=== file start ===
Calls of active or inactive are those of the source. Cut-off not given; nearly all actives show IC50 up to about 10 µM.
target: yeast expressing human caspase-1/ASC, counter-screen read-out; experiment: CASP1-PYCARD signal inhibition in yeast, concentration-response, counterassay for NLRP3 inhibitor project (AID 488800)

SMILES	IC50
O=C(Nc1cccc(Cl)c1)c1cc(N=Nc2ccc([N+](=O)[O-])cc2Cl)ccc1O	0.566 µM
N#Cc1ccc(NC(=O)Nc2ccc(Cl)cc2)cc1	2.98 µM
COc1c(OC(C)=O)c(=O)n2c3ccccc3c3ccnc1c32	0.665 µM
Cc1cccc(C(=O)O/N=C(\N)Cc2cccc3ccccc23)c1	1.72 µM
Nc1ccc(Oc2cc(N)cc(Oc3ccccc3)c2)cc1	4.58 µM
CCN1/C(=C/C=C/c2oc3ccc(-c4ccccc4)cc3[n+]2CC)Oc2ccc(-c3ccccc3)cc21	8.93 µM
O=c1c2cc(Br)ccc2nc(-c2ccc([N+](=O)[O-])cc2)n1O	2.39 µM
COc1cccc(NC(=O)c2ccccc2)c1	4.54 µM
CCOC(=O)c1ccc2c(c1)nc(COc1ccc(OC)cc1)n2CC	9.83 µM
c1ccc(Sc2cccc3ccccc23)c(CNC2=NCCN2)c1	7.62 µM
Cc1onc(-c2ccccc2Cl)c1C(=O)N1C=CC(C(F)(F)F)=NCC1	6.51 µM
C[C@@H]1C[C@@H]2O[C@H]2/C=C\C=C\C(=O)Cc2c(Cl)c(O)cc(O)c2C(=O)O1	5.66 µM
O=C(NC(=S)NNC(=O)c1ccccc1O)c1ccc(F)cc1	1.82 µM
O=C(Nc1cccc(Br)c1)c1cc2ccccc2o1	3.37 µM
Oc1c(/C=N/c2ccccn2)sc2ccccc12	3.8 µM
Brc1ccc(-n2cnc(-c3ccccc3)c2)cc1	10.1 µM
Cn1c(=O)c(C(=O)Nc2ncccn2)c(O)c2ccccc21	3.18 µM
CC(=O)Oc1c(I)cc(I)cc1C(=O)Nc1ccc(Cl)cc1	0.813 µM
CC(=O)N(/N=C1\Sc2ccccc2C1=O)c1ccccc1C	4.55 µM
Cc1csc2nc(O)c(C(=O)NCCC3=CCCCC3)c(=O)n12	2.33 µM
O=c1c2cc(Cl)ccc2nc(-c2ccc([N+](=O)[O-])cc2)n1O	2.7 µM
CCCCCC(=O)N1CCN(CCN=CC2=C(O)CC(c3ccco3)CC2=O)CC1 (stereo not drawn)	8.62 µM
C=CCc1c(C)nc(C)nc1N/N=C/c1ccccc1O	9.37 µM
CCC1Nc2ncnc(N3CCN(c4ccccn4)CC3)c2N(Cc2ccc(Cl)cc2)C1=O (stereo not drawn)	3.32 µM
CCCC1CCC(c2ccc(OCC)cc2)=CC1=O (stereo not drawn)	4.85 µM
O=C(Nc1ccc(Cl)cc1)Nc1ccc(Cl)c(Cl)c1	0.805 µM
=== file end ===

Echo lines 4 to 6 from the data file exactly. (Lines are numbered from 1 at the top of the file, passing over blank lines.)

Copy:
O=C(Nc1cccc(Cl)c1)c1cc(N=Nc2ccc([N+](=O)[O-])cc2Cl)ccc1O	0.566 µM
N#Cc1ccc(NC(=O)Nc2ccc(Cl)cc2)cc1	2.98 µM
COc1c(OC(C)=O)c(=O)n2c3ccccc3c3ccnc1c32	0.665 µM